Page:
So what to say? Those with a moral soul will not flaunt soloing. Doing so leads other young, impressionable people to try it, and they would surely die. This has happened many times in the past.

A devil may care attitude is not exactly something to encourage for humanity at large nowadays. There is already much too much of it… Under the sponsoring of corporations determined to instill in all the feeling of playing around with life.

Another example: a French “reality show” called, appropriately enough, “Dropped”.

Ten people died, most of them French, including three celebrities, last week in Argentina, when their helicopters collided.

Some will whine that I am unfair.

Not so. The Argentinian pilots were experienced, the French crafts brand new. The cause of death was clear: even experienced pilots are not trained for formation flying, something very special, and that the military trains for specially. Especially with helicopters, which can rob, each other air, so to speak. “Reality TV” shows love formation flying, and they don’t worry so much human life: celebritism is more important.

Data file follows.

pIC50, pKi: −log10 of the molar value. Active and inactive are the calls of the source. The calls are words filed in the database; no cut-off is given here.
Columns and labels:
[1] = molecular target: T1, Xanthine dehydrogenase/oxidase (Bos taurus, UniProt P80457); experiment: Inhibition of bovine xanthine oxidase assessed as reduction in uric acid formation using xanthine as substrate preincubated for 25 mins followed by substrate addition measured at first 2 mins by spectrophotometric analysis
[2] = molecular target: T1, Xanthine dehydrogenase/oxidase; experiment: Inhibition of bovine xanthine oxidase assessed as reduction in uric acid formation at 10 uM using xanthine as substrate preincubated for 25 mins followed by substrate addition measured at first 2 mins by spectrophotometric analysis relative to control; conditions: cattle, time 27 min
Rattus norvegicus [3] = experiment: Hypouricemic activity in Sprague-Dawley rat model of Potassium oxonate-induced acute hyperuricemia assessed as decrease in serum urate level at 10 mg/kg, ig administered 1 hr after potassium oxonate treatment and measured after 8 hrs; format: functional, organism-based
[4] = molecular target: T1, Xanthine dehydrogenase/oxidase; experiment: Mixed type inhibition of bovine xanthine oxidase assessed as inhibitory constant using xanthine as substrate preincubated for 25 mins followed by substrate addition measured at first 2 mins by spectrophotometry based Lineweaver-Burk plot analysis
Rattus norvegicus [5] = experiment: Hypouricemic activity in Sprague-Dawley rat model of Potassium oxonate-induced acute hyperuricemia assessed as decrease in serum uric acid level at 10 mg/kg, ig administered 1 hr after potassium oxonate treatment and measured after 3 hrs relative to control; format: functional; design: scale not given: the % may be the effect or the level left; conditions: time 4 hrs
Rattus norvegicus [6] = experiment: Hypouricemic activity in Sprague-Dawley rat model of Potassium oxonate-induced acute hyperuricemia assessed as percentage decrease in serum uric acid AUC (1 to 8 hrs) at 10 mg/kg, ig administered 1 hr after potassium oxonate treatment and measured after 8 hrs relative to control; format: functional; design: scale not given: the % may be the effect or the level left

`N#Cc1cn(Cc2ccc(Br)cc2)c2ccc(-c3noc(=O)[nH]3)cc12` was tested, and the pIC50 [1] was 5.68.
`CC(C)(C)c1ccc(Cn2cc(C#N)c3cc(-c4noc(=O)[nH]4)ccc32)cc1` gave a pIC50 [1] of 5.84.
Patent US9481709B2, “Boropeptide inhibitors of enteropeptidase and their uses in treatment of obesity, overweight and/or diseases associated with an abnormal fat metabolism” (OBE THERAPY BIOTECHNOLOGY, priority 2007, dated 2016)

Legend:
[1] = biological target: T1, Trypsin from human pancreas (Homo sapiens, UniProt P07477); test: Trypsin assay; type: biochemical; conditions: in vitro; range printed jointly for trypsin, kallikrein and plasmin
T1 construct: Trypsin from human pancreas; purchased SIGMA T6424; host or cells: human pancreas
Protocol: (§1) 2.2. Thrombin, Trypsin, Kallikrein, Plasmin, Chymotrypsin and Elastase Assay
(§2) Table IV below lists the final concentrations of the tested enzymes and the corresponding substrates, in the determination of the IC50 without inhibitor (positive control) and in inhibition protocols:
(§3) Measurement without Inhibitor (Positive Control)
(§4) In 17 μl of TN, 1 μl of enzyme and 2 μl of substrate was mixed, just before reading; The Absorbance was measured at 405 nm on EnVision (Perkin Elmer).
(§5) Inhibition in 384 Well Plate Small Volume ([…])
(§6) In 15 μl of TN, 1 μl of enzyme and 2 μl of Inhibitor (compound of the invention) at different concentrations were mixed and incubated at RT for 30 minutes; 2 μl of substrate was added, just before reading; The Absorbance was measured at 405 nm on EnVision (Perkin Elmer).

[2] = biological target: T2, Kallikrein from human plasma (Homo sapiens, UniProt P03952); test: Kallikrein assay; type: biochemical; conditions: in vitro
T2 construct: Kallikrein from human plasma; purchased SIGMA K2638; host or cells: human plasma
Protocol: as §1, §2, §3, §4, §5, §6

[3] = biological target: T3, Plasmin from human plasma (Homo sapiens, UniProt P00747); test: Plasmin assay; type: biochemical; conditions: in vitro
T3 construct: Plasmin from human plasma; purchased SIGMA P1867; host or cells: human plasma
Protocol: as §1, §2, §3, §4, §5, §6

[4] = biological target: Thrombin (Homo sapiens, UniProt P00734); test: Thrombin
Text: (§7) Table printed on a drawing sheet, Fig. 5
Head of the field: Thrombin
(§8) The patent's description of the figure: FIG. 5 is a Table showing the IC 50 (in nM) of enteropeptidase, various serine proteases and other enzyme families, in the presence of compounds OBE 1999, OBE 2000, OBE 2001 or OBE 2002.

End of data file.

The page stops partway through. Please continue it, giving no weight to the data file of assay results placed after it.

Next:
Patrice Ayme’

Fascism As Esthetics: Celebritism

June 25, 2014

CELEBRITIES ARE NOT WHAT THEY SEEM TO BE

Apparently bitten by the critique that he spends his time pleasing the enemy, Paul Krugman, insists that he is no crude man. In an apparently unrelated situation, hedge fund billionaire Milner a Multiverse fanatic, has attributed his enormous three million dollar prize in mathematics and biology.

What’s the connection? Celebritism. Krugman is afraid to contradict celebrities, Milner is anxious to spread celebritism to (some) top scientists. Celebritism is the sugar around the bitter pill of oligarchism.

Spain's Motto [Alcatraz]. Want Progress? Plus Oultre!

Spain’s Motto [Alcatraz].
Want Progress? Plus Oultre!

Krugman: Jared Bernstein agonizes over the role of wonkish analysis (which spell-check keeps trying to change to “monkish”) in a political environment in which “facts and smart policy are on the run.” It’s something I worry about too.

On one side, if wonks don’t point out what we really should be doing, who will?…